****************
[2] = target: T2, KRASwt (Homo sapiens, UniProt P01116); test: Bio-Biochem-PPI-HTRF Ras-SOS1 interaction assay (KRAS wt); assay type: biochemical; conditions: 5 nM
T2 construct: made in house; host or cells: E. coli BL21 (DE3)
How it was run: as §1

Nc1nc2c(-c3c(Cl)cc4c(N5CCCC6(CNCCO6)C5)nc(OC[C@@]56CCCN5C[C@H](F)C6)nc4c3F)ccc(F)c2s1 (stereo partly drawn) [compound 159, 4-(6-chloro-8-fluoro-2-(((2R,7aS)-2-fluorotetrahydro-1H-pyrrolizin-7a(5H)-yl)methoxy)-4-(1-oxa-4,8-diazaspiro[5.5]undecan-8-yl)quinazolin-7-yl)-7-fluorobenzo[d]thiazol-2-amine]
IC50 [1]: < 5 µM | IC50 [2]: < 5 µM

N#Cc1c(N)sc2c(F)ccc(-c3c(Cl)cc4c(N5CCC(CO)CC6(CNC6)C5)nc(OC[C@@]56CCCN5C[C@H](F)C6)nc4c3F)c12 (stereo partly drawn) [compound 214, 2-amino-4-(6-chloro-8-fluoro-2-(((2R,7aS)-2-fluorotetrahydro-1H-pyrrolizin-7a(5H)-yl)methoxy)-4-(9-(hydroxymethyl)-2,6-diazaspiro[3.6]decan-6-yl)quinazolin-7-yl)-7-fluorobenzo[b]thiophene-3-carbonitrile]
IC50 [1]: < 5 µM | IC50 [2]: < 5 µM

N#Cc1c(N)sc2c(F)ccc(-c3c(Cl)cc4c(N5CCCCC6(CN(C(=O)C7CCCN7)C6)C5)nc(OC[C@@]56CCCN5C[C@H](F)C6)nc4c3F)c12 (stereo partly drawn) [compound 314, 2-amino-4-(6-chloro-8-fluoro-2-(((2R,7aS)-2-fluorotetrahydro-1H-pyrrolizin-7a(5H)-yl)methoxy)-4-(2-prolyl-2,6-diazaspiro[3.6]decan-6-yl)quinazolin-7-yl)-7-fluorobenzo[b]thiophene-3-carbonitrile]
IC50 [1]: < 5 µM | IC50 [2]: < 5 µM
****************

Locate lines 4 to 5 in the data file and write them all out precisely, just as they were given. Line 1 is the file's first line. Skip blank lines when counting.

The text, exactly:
Nc1nc2c(-c3c(Cl)cc4c(N5CCCC6(CNCCO6)C5)nc(OC[C@@]56CCCN5C[C@H](F)C6)nc4c3F)ccc(F)c2s1 (stereo partly drawn) [compound 159, 4-(6-chloro-8-fluoro-2-(((2R,7aS)-2-fluorotetrahydro-1H-pyrrolizin-7a(5H)-yl)methoxy)-4-(1-oxa-4,8-diazaspiro[5.5]undecan-8-yl)quinazolin-7-yl)-7-fluorobenzo[d]thiazol-2-amine]
IC50 [1]: < 5 µM | IC50 [2]: < 5 µM